By: Melissa Boyd, Danielle Reid (Whetstone Staff Writers)
After the “kidnapping” hazing incident of Nov. 2, Student Affairs and Student Government Association decided it was time to put a leash on the Inter Greek Community.
The entire Inter Greek community is currently on temporary suspension. All members are not allowed to host meetings or events, receive funding from SGA or wear their letters.
SGA President Bryan Zarou was one of the students who supported the temporary suspension of IGC.
“This suspension insures that, while we are all meeting to develop rules and regulations, there can be a halt on all activities,” he said. “It gives all organizations time to recoup and meet for one common purpose and to come back stronger than they already were.”
However, he said, if any organizations in IGC fail to follow the suspension rules, there were will be a financial penalty with SGA.
“If all rules are followed,” he said, “the organizations will be up and active next semester.”
The only exception to the temporary suspension is Alpha Phi Omega (APO). Although they are still under current suspension, said Colleen DiRaddo, dean of students, they are still allowed to complete their community service projects.
“They are still a Greek organization,” she said. “My end result for every organization in IGC is that, within a year, headquarters will start saying ‘Go talk to Wesley. They’ve figured out how to do a Greek community well.’”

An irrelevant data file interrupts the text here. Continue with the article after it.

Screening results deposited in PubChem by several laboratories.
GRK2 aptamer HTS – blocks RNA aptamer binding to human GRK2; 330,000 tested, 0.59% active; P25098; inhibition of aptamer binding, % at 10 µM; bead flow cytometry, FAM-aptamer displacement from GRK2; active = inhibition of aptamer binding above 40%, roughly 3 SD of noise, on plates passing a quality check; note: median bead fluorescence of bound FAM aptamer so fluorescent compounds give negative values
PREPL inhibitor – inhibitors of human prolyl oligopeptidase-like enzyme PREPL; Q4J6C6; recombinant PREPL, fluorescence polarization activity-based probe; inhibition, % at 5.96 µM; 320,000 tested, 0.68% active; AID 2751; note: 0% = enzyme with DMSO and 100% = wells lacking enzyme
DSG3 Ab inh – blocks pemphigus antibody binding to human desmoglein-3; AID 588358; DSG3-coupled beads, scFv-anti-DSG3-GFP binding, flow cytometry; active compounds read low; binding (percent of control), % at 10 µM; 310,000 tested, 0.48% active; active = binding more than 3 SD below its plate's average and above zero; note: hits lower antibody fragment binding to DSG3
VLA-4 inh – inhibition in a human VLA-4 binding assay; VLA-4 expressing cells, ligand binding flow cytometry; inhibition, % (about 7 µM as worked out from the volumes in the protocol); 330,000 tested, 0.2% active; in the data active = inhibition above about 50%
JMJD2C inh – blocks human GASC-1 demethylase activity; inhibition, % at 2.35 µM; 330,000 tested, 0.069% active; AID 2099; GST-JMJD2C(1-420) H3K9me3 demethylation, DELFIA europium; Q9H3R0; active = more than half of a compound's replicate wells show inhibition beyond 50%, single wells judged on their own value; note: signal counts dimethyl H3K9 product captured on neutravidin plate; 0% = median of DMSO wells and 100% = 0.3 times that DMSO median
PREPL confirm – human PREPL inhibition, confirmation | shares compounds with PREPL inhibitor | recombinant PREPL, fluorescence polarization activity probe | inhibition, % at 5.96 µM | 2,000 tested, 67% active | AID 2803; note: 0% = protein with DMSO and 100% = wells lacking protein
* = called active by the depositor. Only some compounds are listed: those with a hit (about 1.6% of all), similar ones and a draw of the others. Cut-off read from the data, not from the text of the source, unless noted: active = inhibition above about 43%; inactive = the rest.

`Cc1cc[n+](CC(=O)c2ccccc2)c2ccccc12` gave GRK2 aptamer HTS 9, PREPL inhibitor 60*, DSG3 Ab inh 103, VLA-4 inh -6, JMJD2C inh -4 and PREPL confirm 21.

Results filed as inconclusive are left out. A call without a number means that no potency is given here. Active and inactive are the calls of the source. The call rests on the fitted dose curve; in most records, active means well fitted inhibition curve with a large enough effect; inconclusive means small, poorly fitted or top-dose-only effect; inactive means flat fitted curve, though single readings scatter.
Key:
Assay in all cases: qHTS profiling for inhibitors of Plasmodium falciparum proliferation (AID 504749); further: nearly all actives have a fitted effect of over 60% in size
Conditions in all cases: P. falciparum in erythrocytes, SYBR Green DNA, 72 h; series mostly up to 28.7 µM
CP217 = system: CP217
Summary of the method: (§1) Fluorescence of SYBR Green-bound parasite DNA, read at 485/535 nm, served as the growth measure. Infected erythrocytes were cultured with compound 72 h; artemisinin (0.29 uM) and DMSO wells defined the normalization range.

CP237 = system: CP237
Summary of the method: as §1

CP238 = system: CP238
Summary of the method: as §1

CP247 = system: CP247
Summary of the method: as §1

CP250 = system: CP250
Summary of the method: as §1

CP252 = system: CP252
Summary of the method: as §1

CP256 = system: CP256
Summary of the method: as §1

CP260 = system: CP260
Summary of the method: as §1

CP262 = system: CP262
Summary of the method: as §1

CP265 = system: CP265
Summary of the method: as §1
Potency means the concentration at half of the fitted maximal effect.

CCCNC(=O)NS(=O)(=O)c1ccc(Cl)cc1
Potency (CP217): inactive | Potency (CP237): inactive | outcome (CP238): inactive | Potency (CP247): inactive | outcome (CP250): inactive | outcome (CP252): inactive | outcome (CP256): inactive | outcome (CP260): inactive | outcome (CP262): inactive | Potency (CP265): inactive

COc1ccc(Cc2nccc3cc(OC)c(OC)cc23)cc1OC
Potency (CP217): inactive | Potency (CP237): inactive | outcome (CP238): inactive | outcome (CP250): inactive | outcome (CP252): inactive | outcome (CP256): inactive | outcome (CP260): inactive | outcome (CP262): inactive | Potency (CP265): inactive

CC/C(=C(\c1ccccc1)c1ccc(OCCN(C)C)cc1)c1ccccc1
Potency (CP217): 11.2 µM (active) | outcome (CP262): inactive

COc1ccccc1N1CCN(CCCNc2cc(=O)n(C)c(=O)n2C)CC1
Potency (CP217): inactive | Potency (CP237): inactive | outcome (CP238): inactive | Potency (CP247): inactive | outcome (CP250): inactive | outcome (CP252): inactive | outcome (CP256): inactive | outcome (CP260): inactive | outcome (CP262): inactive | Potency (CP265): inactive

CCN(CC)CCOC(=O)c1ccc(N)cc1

APO treasurer Shanna Bryant doesn’t like the suspension.
“I was pissed and frustrated,” she said. “We aren’t involved in anything hazing related. We’re not a social Greek club. It’s in our by-laws that we can’t haze or do anything like that and we abide by those rules.”
APO had been completely suspended, including community service projects, until member Keeyana Talley initiated a petition to end the suspension for community service projects and presented it to DiRaddo and Zarou. APO members and non-members signed the petition at an SGA meeting and around campus.
Signers of the petition pointed out that APO does not have the same rush week as social Greeks, are not at Meet the Greeks, doesn’t participate in Wish Fest, and is not an organization in IGC.
“They were hurting the community by suspending us,” she said. “We’re here to help the Dover population because we’re a community service fraternity. So by suspending us and our projects, it’s hindering us and the community.”
DiRaddo said APO still remains suspended, but community service projects are an exception to the rule.
“Our goal is to start next semester with a clean start and clear guidelines,” she said. “There didn’t seem to be a very clear policy or clear procedures.”
Each Greek organization had to contact their headquarters and two other liberal arts colleges recommended by their headquarters to understand what a healthy Greek community is.
Jenai Copeland, graduate assistant for fraternity & sorority life, said the goal is to have a united Greek council.
“We’re trying to have a foundation for all Greek life,” she said. “We’re in the process of creating accountability for all organizations by pulling leadership from all different Greek life groups.”
She said the idea is to develop and expand the potentials Greek life has.
“Administration is trying to better support and work with IGC,” she said. “It’s an opportunity to provide support among Greeks and a liaison to spread awareness and collaborate.”
More than a dozen social Greek members refused to comment on IGC suspension.